By Arthur Max / The Associated PressPublished: November 17, 2006

BAD AROLSEN, Germany: The 21- year-old Russian sat before a clerk of the U.S. Army Judge Advocate’s office, describing the furnaces at Auschwitz, the Nazi death camp where he had been a prisoner until a few weeks before.

“I saw with my own eyes how thousands of Jews were gassed daily and thrown by the hundreds into pits where Jews were burning,” he said.

“I saw how little children were killed with sticks and thrown into the fire,” he continued. Blood flowed in gutters, and “Jews were thrown in and died there;” more were taken off trucks and cast alive into the flames.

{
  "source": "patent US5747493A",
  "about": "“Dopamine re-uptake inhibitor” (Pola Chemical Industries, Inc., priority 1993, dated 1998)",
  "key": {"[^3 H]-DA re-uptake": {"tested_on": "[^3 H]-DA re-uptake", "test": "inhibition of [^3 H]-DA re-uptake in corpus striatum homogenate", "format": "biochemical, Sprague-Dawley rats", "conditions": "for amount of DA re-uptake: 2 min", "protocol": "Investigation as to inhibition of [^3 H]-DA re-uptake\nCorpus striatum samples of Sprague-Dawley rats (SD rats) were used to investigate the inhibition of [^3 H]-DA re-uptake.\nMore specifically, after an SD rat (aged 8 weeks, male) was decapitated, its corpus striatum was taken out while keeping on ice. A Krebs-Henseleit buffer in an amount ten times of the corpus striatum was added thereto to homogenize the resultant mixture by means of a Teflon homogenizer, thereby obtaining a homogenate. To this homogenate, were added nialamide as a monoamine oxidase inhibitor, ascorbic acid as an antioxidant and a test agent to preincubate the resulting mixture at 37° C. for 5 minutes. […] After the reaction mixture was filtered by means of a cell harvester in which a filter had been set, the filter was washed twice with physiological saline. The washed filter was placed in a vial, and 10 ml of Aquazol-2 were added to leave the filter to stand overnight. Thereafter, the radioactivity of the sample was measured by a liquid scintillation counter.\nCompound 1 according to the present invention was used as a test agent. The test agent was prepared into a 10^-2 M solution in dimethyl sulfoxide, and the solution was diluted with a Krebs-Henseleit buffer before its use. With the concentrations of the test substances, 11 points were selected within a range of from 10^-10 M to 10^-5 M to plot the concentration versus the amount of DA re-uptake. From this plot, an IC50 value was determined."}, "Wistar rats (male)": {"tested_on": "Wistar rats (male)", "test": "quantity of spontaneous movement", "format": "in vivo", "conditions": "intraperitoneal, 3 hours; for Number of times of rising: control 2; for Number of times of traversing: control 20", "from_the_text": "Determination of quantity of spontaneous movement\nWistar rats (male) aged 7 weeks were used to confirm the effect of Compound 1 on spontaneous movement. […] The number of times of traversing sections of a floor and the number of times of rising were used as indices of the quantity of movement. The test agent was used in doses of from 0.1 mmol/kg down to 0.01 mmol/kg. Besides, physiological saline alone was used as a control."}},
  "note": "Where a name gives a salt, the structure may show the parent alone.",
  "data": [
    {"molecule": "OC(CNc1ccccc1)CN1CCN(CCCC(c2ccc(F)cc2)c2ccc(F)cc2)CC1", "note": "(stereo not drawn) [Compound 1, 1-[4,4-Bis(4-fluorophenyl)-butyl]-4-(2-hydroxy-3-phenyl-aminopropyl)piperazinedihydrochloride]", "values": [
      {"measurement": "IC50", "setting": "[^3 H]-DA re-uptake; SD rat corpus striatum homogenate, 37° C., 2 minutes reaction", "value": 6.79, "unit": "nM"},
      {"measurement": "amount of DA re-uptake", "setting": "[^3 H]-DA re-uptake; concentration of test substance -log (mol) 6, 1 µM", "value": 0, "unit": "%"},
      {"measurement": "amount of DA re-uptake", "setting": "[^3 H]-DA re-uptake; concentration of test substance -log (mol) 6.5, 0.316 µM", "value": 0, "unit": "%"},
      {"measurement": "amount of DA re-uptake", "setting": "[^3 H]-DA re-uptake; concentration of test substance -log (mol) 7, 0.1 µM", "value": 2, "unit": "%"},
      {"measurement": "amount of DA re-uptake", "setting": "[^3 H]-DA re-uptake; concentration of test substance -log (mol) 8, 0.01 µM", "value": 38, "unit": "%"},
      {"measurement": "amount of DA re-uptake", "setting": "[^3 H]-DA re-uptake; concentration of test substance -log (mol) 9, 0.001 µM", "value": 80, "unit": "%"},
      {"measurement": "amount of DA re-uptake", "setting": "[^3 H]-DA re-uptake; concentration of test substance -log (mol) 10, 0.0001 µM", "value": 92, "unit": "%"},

Today, the Holocaust is known in dense and painful detail. Yet the young Russian’s words leap off the faded, onionskin page with a rawness that transports the reader back to April 1945, when World War II was still raging and the world still knew little about gas chambers, genocide and the Final Solution.

The two pages of testimony, in a file randomly plucked off a shelf, are among millions of documents held by the International Tracing Service, or ITS, an arm of the International Committee of the Red Cross

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